One of the most striking negative examples of the reform of law enforcement organizations was the ‘recertification’ of employees. Because Ukrainian law enforcement was widely seen as corrupt, re-certifying existing officers and staff became the main method of sorting the good apples from the bad. Yet from the moment recertification began, the majority of experts and activists called the process tainted, and pointed out examples of people who clearly should not be in law enforcement returning to their posts in the supposedly ‘reformed’ bodies. These public warnings, however, did little to sway the Ministry’s leadership, and ‘reformed’ organizations eventually saw the return of a majority of their old staff. As a result, all the future scandals and tragedies involving the police were attributed to this failed reform.
High-profile cases and scandals during Avakov’s term
One of the first high-profile scandals involving the police occured in 2015 in Kyiv region, in the village of Kniazhychi. There, five people died as a result of friendly fire between police and officers from the State Security Police, supposedly due to miscommunication.
Another very public scandal occurred in 2020, at the police department in the town of Kaharlyk in Kyiv region. Late evening on May 23, two police officers raped and beat a woman who had been at the department to provide witness testimony. While the officers were charged and convicted for their acts, there was and is still a public outcry against the Interior Ministry’s leadership, as the officers who had committed those crimes against that woman were officers who had passed the flawed recertification process.
There have been cases that have directly involved Avakov as well. The so-called ‘Avakov’s backpacks’ case was widely discussed by the public. In short, the Interior Ministry and the National Guard was accused by both prosecutors and the National Anti-Corruption Bureau (NABU) of building backpacks made by a company owned by Avakov’s son, Oleksandr. NABU additionally claimed that the quality of the backpacks didn’t even match the tender the Ministry had put out. A video was even leaked, supposedly from the officer of the then-deputy minister Serhiy Chebotar, where it seems like Chebotar and Avakov’s son discuss and come to an agreement on the purchase of the backpacks. However, despite all that evidence, the head of the Specialized Anti-Corruption Prosecution at the time, Nazar Kholodnytskiy, declared on June 12, 2018 that the matter was closed.
Investigation into the murder of Pavlo Sheremet
On July 13th, an MP from the ruling Servant of the People party, Irina Vereshchuk, stated that president Volodymyr Zelenskyy had asked Avakov to resign. According to Vereshchuk, one of the president’s key complaints against Avakov was the still open case regarding the murder of journalist Pavlo Sheremet.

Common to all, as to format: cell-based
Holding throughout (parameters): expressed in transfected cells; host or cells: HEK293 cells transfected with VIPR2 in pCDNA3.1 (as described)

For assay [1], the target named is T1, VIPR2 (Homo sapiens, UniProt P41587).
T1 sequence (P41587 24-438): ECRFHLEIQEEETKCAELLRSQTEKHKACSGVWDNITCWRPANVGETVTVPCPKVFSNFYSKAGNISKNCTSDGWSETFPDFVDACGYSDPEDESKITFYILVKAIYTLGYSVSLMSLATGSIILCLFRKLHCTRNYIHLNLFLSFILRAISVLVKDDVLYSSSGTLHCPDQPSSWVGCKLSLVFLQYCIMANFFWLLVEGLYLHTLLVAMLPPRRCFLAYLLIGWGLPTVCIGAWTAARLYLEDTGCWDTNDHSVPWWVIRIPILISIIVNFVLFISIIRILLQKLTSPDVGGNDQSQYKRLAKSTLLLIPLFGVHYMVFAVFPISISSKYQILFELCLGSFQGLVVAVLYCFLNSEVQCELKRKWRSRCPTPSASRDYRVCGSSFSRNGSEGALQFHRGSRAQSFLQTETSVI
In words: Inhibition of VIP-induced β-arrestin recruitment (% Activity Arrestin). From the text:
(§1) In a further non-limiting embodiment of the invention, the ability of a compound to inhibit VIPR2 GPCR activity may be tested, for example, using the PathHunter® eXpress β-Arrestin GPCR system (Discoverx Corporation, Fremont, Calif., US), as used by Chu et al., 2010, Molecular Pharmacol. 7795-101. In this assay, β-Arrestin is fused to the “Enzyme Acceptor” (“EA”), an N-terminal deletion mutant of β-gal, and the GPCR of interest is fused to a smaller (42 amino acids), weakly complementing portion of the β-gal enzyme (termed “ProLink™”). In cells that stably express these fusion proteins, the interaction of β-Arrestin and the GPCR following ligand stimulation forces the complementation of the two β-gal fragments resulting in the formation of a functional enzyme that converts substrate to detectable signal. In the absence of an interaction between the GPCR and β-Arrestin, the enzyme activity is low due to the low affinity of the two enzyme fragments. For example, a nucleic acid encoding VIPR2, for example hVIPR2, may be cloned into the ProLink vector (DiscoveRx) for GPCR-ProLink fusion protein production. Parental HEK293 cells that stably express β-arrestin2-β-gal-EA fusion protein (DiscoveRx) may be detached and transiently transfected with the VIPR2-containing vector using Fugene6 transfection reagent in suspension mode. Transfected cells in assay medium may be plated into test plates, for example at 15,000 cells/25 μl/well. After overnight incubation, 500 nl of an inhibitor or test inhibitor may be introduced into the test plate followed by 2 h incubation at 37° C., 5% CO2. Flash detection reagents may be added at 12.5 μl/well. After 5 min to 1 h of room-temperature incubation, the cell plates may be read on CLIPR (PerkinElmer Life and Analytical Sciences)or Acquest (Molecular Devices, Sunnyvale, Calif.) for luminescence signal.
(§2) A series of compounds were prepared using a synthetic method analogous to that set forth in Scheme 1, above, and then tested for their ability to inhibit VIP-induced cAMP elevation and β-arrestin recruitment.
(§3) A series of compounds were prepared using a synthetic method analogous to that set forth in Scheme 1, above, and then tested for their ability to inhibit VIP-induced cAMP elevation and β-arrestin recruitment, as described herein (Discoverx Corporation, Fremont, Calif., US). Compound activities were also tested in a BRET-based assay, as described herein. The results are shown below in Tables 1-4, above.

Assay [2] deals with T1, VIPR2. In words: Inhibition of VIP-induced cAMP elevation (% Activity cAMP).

“I only know that the president had questions about the Sheremet case. You remember that he openly stated that if there is no evidence [against the suspects] then we will make a decision. It’s possible that this was the last straw,” Vereshchuk commented.
The murder of this well-known journalist occured in 2016. During Poroshenko’s presidency, however, investigators made no significant breakthroughs. At the same time, there was a lot of information floating around that people connected to the former government may have been involved in Sheremet’s murder – as we reported in our own investigations. That’s why there was a sense that the case could finally move forward, once Zelenskyy had taken over Bankova from Poroshenko. Even though Avakov had remained in his post during the change in administration, there were rumours that solving the Sheremet case was one of the conditions for Avakov’s continued leadership. If that didn’t happen – Avakov could be facing a sacking.
In December 2019, the Interior Ministry held a massive press conference where they immediately named several suspects in the journalist’s murder. And if anyone though that law enforcement had finally managed to move towards a resolution of Sheremet’s murder, the suspect’s defense quickly shattered the police version of events. For example, the suspects, one after another, began to have their pre-detention measures lessened from imprisonment to house arrest.
The last suspect to be remanded into house arrest was musician and military volunteer Andriy Antonenko. It’s possible that this was what gave the president the understanding that the police had no evidence of these people committing that crime, and that the press briefing (where Zelenskyy was personally present) was simply a farce played to maintain Avakov’s position.
One way or another, it seems like it was the failure to resolve the Sheremet case that became the final nail in the coffin of Avakov’s term as Interior Minister.